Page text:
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This review is taken from PN Review 92, Volume 19 Number 6, July - August 1993.

VOICES OF THOSE WHO HAVE DIED Federico García Lorca, Selected Poems translated by Merryn Williams, (Bloodaxe) £7.95
Constantine Cavafy, Collected Poems translated by Edmund Keeley and Philip Sherrard (Princeton) £10.95

Only the central position each occupies within very different native traditions brings Lorca and Cavafy at all close together, though both are universally admired beyond Spain and Greece. Lorca lived much of the time on a semi-public stage, in spite of deeply introspective tendencies, and of course died on it in such a way as to seem almost more a metaphor than a man. Cavafy scarcely left Alexandria, and within it kept to a humdrum routine based on his own familiar quarter of the city, clubbable in his own way, but (as Robert Liddell's biography indicates) with relatively little to offer by way of 'biography as spectacle'. So far as deductions on the matter can be grounded in their poetry they dealt very differently with their homosexuality, with the otherwise reticent Cavafy making no bones about it, and the much more direct Lorca suffering - as the recently discovered Sonnets of Dark Love best demonstrate - in agony and in secret, given the prevailing mores of machismo. Ironically, both Lorca and Cavafy died in the middle years of that Tow and dishonest decade', the 1930s; but Cavafy at 70 (in 1933) and Lorca three years later in his late 30s.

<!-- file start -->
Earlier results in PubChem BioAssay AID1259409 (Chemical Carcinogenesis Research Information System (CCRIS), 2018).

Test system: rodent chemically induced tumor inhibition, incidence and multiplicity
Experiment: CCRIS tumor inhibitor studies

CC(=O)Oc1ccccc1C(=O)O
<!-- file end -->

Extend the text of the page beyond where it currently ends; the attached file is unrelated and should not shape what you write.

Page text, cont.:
Translations of Lorca abound, and seem certain to continue to proliferate. He is simply the kind of poet anyone might wish to try and capture, in spite of the very real obstacles which lie in wait. The new Merryn Williams selection is very generous in its scope, ...


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